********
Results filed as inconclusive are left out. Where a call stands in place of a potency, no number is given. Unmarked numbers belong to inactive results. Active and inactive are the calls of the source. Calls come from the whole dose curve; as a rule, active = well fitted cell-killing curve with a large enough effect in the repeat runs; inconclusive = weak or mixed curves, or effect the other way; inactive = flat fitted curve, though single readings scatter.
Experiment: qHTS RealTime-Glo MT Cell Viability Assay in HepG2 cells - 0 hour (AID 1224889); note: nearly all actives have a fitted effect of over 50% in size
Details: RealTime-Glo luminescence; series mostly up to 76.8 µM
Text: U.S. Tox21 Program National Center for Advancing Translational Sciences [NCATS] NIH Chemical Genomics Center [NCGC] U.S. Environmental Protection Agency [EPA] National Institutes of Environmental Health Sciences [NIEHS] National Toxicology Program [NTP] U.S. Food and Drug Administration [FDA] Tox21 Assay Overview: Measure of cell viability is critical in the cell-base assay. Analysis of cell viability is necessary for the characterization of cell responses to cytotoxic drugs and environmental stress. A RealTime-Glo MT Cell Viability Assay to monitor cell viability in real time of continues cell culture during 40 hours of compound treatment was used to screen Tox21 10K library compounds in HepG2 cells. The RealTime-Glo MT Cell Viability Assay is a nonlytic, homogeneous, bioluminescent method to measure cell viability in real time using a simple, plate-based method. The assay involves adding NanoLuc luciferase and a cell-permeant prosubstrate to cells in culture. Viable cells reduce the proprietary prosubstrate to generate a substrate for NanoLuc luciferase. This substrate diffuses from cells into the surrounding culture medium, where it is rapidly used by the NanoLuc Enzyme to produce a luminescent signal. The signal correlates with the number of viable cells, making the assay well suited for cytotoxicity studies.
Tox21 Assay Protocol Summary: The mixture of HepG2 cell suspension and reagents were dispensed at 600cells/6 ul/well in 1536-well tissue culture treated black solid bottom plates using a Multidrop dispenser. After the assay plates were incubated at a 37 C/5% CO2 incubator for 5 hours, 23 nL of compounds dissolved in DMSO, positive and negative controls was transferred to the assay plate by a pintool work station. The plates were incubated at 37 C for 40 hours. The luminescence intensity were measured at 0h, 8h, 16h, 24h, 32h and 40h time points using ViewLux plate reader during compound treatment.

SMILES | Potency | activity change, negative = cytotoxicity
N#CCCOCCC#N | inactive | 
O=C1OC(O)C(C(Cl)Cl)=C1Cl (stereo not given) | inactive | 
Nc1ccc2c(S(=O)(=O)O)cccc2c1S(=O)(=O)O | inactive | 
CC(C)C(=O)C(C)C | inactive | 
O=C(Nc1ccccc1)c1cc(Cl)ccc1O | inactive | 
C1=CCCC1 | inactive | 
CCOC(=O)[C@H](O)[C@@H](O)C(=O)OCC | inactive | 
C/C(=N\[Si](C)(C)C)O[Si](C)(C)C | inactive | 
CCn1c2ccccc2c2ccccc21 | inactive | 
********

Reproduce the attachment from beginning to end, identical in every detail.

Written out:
Results filed as inconclusive are left out. Where a call stands in place of a potency, no number is given. Unmarked numbers belong to inactive results. Active and inactive are the calls of the source. Calls come from the whole dose curve; as a rule, active = well fitted cell-killing curve with a large enough effect in the repeat runs; inconclusive = weak or mixed curves, or effect the other way; inactive = flat fitted curve, though single readings scatter.
Experiment: qHTS RealTime-Glo MT Cell Viability Assay in HepG2 cells - 0 hour (AID 1224889); note: nearly all actives have a fitted effect of over 50% in size
Details: RealTime-Glo luminescence; series mostly up to 76.8 µM
Text: U.S. Tox21 Program National Center for Advancing Translational Sciences [NCATS] NIH Chemical Genomics Center [NCGC] U.S. Environmental Protection Agency [EPA] National Institutes of Environmental Health Sciences [NIEHS] National Toxicology Program [NTP] U.S. Food and Drug Administration [FDA] Tox21 Assay Overview: Measure of cell viability is critical in the cell-base assay. Analysis of cell viability is necessary for the characterization of cell responses to cytotoxic drugs and environmental stress. A RealTime-Glo MT Cell Viability Assay to monitor cell viability in real time of continues cell culture during 40 hours of compound treatment was used to screen Tox21 10K library compounds in HepG2 cells. The RealTime-Glo MT Cell Viability Assay is a nonlytic, homogeneous, bioluminescent method to measure cell viability in real time using a simple, plate-based method. The assay involves adding NanoLuc luciferase and a cell-permeant prosubstrate to cells in culture. Viable cells reduce the proprietary prosubstrate to generate a substrate for NanoLuc luciferase. This substrate diffuses from cells into the surrounding culture medium, where it is rapidly used by the NanoLuc Enzyme to produce a luminescent signal. The signal correlates with the number of viable cells, making the assay well suited for cytotoxicity studies.
Tox21 Assay Protocol Summary: The mixture of HepG2 cell suspension and reagents were dispensed at 600cells/6 ul/well in 1536-well tissue culture treated black solid bottom plates using a Multidrop dispenser. After the assay plates were incubated at a 37 C/5% CO2 incubator for 5 hours, 23 nL of compounds dissolved in DMSO, positive and negative controls was transferred to the assay plate by a pintool work station. The plates were incubated at 37 C for 40 hours. The luminescence intensity were measured at 0h, 8h, 16h, 24h, 32h and 40h time points using ViewLux plate reader during compound treatment.

SMILES | Potency | activity change, negative = cytotoxicity
N#CCCOCCC#N | inactive | 
O=C1OC(O)C(C(Cl)Cl)=C1Cl (stereo not given) | inactive | 
Nc1ccc2c(S(=O)(=O)O)cccc2c1S(=O)(=O)O | inactive | 
CC(C)C(=O)C(C)C | inactive | 
O=C(Nc1ccccc1)c1cc(Cl)ccc1O | inactive | 
C1=CCCC1 | inactive | 
CCOC(=O)[C@H](O)[C@@H](O)C(=O)OCC | inactive | 
C/C(=N\[Si](C)(C)C)O[Si](C)(C)C | inactive | 
CCn1c2ccccc2c2ccccc21 | inactive | 